Social media legislation ‘woefully out of date,’ watchdog warns
Following a sharp rise in the number of prosecutions for online offences, a civil liberties group has warned legislation surrounding Twitter, Facebook and other social media sites is “woefully out of date” and in need of “serious reform.”
A report from Big Brother Watch, “Careless Whispers: How speech is policed by outdated communications legislation,” found there were at least 355 cases of people being charged or cautioned over their use of social media in 2010 and 2013, but that many of these would have been cases where information was misconstrued and trials were unnecessary.
Big Brother Watch said despite the rapid advances in social media technology, the legislation surrounding online communications had failed to adapt, leaving it with the increasing possibility of being rendered “obsolete.”
“Clearly the figures show a rapid rise in the number of times the legislation has been used. This makes the need for a review and reform of the law all the more urgent,” the report said.
The report states that Section 127 of the Communications Act, most commonly used to prosecute individuals posting offensive or criminal material online, was amended in 2003, meaning “the laws that regulate what is said on social media platforms were passed before companies such as Facebook, Twitter and Ask FM became widely used.”
They cite the example of the Twitter Joke Trial, which saw Paul Chambers convicted of using a “public electronic communication network” to send a “message of menacing character.”
Chambers had tweeted: “Crap! Robin Hood airport is closed. You've got a week and a bit to get your shit together otherwise I'm blowing the airport sky high!!”
The conviction was later overturned by the High Court, stating that “there was no evidence to suggest that any of the followers of the appellant’s “tweet”… found it to be of a menacing character or, at a time when the threat of terrorism is real, even minimally alarming.”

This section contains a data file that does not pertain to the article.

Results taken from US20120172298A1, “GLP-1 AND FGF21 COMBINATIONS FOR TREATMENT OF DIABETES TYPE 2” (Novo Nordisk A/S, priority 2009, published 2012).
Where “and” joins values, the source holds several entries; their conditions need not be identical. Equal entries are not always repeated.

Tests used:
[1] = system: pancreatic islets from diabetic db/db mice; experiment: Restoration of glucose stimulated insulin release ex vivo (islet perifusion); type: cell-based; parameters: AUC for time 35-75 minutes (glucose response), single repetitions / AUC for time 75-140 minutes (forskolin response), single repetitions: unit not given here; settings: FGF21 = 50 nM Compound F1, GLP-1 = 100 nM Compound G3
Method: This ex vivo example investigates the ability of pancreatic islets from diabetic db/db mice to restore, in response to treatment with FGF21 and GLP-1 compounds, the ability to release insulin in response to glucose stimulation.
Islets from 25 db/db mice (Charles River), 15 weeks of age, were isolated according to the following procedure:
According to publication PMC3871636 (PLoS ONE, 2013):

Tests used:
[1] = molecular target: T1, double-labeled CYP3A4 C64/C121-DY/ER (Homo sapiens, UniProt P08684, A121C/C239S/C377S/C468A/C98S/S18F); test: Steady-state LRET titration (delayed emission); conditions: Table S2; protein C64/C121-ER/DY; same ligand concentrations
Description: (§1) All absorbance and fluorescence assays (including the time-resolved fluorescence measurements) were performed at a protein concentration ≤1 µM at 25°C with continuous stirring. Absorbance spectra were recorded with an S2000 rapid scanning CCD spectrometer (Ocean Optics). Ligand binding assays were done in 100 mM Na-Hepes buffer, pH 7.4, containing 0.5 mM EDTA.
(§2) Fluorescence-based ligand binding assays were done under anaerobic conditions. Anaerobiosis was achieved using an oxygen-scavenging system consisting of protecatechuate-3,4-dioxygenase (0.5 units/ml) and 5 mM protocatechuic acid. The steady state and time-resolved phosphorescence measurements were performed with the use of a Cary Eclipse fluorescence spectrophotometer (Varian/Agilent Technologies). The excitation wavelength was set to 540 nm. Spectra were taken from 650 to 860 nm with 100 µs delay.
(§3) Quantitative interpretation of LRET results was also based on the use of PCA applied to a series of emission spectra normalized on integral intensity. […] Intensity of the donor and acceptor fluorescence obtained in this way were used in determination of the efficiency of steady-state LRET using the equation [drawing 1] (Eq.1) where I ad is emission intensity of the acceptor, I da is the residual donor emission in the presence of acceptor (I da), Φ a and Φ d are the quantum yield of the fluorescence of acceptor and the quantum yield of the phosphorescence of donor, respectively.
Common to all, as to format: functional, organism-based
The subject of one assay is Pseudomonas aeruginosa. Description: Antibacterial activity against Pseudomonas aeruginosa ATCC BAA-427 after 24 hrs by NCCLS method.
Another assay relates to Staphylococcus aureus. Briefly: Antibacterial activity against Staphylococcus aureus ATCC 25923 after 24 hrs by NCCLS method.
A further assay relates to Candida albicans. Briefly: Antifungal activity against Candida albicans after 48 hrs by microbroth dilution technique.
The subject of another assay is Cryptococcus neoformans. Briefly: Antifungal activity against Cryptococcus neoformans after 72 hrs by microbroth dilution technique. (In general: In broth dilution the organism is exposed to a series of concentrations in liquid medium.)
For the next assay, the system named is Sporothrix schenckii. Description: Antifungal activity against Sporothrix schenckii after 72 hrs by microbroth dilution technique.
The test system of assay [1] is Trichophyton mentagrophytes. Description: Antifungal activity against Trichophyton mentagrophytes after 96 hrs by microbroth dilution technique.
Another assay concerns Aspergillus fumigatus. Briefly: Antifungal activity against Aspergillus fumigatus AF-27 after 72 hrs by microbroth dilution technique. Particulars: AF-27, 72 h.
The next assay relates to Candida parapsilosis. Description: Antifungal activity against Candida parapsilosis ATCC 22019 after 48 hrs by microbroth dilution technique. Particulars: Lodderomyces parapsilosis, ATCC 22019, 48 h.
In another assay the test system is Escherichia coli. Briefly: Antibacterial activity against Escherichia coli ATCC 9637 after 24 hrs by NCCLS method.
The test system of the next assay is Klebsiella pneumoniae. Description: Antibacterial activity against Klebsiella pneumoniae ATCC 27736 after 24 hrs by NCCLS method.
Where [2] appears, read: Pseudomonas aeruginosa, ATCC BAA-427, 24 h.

The trial is credited with forcing new social media guidelines to be written by the Crown Prosecution Service (CPS), but the guidelines have been met with a number of concerns about their effectiveness.
The report suggests police have a standardized way of recording and approaching social media, to prevent other unnecessary prosecutions.
John Cooper QC, defense barrister in the Twitter Joke Trial, said it is imperative that legislation surrounding social media law is restructured.
“When I addressed the House of Lords Select Committee on Communications in 2014, I argued that we have more than enough law to deal with potential criminal offences on the social media, the problem was that they were scattered over legislation placed on the statute book between 1861 to 2003, which led to confusion and inconsistency.”
He said there was a lack of training within police forces and the Crown Prosecution Service, adding that current legislation often led to misunderstandings.
“Perhaps the most palpable effect of this powerful report will be to remind all of us that for the law to be respected and trusted, it must be both relevant and above all fit for purpose.”